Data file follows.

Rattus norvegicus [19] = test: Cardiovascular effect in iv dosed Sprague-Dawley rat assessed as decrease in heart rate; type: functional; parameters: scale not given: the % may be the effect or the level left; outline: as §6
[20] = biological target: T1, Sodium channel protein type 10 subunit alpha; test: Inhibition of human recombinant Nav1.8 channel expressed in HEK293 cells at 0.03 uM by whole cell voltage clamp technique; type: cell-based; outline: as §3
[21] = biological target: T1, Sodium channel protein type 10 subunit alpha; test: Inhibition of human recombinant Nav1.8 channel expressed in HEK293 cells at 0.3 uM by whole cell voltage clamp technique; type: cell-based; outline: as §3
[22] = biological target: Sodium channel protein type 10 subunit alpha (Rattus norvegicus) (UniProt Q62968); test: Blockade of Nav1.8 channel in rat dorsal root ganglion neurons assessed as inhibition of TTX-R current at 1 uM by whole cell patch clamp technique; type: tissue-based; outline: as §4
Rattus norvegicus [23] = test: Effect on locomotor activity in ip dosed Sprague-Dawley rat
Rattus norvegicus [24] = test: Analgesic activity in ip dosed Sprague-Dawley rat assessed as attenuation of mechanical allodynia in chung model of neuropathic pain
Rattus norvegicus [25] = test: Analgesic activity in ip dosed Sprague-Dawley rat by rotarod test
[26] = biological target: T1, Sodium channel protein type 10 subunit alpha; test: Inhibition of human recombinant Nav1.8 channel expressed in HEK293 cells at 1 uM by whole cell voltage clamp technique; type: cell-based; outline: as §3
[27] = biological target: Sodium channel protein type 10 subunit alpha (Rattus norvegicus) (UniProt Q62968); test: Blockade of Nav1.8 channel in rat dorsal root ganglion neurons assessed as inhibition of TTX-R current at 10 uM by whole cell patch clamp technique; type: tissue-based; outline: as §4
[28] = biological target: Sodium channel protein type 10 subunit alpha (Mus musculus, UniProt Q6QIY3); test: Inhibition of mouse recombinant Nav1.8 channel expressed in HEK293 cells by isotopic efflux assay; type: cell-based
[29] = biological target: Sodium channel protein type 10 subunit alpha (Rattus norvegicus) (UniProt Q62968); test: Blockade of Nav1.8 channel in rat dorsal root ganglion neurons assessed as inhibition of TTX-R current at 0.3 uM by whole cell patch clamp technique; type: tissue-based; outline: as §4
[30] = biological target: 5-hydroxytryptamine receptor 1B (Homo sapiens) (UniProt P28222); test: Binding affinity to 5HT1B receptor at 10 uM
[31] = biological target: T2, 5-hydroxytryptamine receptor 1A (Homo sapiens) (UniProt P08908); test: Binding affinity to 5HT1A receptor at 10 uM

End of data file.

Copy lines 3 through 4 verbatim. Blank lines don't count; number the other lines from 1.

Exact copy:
[21] = biological target: T1, Sodium channel protein type 10 subunit alpha; test: Inhibition of human recombinant Nav1.8 channel expressed in HEK293 cells at 0.3 uM by whole cell voltage clamp technique; type: cell-based; outline: as §3
[22] = biological target: Sodium channel protein type 10 subunit alpha (Rattus norvegicus) (UniProt Q62968); test: Blockade of Nav1.8 channel in rat dorsal root ganglion neurons assessed as inhibition of TTX-R current at 1 uM by whole cell patch clamp technique; type: tissue-based; outline: as §4